I suppose I have a somewhat precarious relationship with role-playing games in that I’m simultaneously fascinated by them and a little bit put-off by them. I like the concept behind the genre, that of going on an adventure while growing as a character. The implementation, on the other hand, is a little tricky to get right, balancing complexity with simplicity, linearity with freedom, and telling a story while letting the player create his own.
There was a time when I was really into RPGs, but in recent years, I’ve been keeping a bit of a distance. Yet, I still enjoy reading about them or hearing what others have to say about them. In fact, I’ve been inching closer to getting back into the genre more regularly. I suppose it’s strange to be interested in a certain type of game, and yet also be a little apprehensive about them. That’s why I’ve decided to retrace my steps and explore my thoughts on RPGs in this multi-part series.
The first RPG I ever played was Dragon Warrior (aka Dragon Quest) on the NES. As you might have already guessed, I got my copy free with a subscription to Nintendo Power magazine (not a bad deal for $15). It was really unlike anything I had played before. It wasn’t an action game, and there were no reflexes to be tested. But I easily understood the menu-based structure of it, and was really intrigued by the seemingly open-ended nature of it. In fact, this will sound funny, but I was really blown away by the inclusion of a “talk” command. It obviously wasn’t the first time you could interact with non-player characters in a home console game, but among the other commands, it just felt really sophisticated. (And I was eleven-years-old and easily impressed.)
I was also really intrigued by the battle system. By today’s standards, it’s exceptionally simple and shallow, but at the time, I thought of it like a game of poker. What commands would I choose from my assortment of options? How would my opponent respond? How would random elements like “excellent moves” and missed attacks affect the outcome? While a lot of it was repetitive, there were still those occasional moments, just like in poker, where things got really interesting.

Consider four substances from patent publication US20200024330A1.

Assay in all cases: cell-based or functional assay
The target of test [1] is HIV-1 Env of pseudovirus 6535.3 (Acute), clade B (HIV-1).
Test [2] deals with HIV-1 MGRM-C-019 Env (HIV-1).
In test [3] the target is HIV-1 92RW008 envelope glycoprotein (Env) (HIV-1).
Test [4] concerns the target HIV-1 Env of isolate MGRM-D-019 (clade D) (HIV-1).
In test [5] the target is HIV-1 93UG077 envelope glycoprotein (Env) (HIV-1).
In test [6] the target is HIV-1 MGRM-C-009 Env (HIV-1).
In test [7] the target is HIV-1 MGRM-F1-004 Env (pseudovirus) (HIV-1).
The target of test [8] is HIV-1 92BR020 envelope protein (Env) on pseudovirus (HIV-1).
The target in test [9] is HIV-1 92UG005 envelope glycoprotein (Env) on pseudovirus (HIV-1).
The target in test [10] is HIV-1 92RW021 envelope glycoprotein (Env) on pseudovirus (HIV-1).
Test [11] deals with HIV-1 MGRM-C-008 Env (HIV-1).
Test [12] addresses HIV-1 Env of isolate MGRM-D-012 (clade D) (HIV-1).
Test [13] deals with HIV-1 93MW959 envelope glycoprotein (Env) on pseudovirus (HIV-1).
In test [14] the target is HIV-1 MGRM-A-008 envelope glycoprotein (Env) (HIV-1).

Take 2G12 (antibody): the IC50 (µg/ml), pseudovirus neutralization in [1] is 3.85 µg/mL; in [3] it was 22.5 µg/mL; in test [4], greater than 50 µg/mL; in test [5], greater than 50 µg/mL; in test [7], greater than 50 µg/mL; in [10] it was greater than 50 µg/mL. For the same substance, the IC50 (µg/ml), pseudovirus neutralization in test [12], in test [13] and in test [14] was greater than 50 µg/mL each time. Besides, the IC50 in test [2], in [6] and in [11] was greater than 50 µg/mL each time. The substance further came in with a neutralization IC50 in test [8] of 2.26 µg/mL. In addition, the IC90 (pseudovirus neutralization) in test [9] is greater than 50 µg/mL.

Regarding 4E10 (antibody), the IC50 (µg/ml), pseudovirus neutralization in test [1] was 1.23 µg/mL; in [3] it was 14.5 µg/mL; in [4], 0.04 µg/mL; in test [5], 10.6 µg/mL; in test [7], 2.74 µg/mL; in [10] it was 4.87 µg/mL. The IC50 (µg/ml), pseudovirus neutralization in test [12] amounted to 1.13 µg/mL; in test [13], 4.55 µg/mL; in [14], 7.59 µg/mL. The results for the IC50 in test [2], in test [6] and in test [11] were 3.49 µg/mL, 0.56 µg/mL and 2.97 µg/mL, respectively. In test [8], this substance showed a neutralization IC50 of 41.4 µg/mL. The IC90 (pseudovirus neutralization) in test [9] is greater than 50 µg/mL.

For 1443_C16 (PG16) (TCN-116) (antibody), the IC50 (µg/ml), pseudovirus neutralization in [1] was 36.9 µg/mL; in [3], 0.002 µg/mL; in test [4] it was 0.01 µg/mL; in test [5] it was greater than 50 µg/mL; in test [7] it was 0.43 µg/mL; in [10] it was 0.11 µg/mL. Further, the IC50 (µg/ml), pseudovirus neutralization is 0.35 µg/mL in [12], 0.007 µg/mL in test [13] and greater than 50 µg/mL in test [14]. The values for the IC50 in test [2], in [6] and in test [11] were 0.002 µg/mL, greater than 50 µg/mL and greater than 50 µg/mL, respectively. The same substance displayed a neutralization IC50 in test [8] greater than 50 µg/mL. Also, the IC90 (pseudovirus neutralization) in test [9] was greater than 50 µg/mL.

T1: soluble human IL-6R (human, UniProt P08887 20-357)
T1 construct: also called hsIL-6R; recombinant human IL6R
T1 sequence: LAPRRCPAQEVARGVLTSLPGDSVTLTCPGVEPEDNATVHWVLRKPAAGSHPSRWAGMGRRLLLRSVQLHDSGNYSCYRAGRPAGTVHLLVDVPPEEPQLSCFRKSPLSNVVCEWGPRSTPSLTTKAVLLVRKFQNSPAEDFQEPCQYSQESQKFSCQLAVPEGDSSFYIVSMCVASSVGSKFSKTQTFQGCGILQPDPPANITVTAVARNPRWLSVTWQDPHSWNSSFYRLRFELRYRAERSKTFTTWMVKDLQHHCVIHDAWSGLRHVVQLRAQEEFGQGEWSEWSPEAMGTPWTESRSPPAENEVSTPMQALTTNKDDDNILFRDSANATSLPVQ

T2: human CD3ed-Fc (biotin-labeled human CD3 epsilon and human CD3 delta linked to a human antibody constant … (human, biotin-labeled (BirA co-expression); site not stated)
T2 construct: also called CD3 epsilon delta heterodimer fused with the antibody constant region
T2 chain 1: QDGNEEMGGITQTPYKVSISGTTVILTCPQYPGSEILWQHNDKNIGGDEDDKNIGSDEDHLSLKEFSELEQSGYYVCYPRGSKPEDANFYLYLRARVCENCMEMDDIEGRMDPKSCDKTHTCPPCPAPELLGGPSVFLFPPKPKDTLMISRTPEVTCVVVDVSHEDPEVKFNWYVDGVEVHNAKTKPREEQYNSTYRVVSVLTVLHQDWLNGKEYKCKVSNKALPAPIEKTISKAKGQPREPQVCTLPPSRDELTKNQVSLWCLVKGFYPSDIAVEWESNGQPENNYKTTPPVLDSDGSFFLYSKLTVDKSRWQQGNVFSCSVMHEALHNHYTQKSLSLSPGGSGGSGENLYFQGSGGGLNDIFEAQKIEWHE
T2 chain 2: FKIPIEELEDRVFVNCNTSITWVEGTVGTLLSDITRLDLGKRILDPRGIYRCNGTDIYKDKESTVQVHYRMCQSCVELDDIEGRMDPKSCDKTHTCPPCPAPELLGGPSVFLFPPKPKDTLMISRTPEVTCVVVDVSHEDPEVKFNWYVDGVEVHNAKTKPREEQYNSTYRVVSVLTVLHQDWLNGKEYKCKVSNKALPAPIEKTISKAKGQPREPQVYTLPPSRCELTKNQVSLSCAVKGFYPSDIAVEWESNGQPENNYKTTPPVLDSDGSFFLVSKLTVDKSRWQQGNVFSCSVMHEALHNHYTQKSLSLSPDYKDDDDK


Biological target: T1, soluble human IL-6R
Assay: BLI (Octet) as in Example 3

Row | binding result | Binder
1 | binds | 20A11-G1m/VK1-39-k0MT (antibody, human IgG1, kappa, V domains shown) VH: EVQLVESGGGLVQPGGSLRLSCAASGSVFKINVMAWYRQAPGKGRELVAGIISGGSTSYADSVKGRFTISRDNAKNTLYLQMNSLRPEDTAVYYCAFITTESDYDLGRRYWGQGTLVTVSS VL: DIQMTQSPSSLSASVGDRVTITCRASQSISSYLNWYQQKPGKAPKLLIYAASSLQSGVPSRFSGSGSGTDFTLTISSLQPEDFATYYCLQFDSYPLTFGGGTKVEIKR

I spent a lot of time playing Dragon Warrior back then, and I eventually beat it, but it’s not a game I could ever really go back to. The fresh concept combined with my youth, having more patience and a lot more time, made the game fun. But when all was said and done, underneath it was a rather shallow, repetitive, tedious, and clunky game. I like to think I have much better ways to spend my time these days other than walking around in circles, and fighting the same enemies over and over just to make my character a tad bit stronger.
Not that I disrespect Dragon Warrior. It set the gold standard for console RPGs for years to come. Many games not only built off of its foundations, but vastly improved on them. Yet, despite my initial positive experience, I wasn’t quite hooked on the genre just yet. I definitely noticed when the sequels came out, but I didn’t jump on them. In fact, I only rented Dragon Warrior II a couple of times. It wasn’t until the SNES era that I really found myself being absorbed into RPGs. Once again, it was the influence of Nintendo Power, and a game that appeared on the cover called Final Fantasy II….